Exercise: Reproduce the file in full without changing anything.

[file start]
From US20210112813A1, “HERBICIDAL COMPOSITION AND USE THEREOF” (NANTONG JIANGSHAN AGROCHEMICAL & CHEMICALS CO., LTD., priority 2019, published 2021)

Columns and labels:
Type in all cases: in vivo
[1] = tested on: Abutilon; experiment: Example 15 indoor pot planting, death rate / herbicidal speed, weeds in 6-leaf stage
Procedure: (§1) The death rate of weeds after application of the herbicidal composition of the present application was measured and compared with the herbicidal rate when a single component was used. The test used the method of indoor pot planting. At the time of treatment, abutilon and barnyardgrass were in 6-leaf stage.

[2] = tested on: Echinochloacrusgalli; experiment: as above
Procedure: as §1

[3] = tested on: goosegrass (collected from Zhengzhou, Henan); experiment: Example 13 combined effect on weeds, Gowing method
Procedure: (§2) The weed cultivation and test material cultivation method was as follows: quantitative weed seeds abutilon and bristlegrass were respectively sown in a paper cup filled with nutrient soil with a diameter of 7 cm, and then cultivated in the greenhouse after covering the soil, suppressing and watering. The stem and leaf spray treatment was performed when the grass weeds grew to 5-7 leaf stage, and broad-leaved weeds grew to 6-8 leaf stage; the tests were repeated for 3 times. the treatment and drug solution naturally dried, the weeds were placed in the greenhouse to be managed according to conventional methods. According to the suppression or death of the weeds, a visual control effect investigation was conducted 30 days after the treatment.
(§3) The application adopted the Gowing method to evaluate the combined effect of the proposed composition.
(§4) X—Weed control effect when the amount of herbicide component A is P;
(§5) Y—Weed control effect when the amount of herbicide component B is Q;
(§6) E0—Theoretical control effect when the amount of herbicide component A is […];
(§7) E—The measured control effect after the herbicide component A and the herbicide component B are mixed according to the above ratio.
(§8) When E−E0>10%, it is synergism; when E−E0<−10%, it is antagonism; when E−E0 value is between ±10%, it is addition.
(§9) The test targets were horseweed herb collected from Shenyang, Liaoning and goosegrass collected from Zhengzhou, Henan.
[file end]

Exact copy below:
From US20210112813A1, “HERBICIDAL COMPOSITION AND USE THEREOF” (NANTONG JIANGSHAN AGROCHEMICAL & CHEMICALS CO., LTD., priority 2019, published 2021)

Columns and labels:
Type in all cases: in vivo
[1] = tested on: Abutilon; experiment: Example 15 indoor pot planting, death rate / herbicidal speed, weeds in 6-leaf stage
Procedure: (§1) The death rate of weeds after application of the herbicidal composition of the present application was measured and compared with the herbicidal rate when a single component was used. The test used the method of indoor pot planting. At the time of treatment, abutilon and barnyardgrass were in 6-leaf stage.

[2] = tested on: Echinochloacrusgalli; experiment: as above
Procedure: as §1

[3] = tested on: goosegrass (collected from Zhengzhou, Henan); experiment: Example 13 combined effect on weeds, Gowing method
Procedure: (§2) The weed cultivation and test material cultivation method was as follows: quantitative weed seeds abutilon and bristlegrass were respectively sown in a paper cup filled with nutrient soil with a diameter of 7 cm, and then cultivated in the greenhouse after covering the soil, suppressing and watering. The stem and leaf spray treatment was performed when the grass weeds grew to 5-7 leaf stage, and broad-leaved weeds grew to 6-8 leaf stage; the tests were repeated for 3 times. the treatment and drug solution naturally dried, the weeds were placed in the greenhouse to be managed according to conventional methods. According to the suppression or death of the weeds, a visual control effect investigation was conducted 30 days after the treatment.
(§3) The application adopted the Gowing method to evaluate the combined effect of the proposed composition.
(§4) X—Weed control effect when the amount of herbicide component A is P;
(§5) Y—Weed control effect when the amount of herbicide component B is Q;
(§6) E0—Theoretical control effect when the amount of herbicide component A is […];
(§7) E—The measured control effect after the herbicide component A and the herbicide component B are mixed according to the above ratio.
(§8) When E−E0>10%, it is synergism; when E−E0<−10%, it is antagonism; when E−E0 value is between ±10%, it is addition.
(§9) The test targets were horseweed herb collected from Shenyang, Liaoning and goosegrass collected from Zhengzhou, Henan.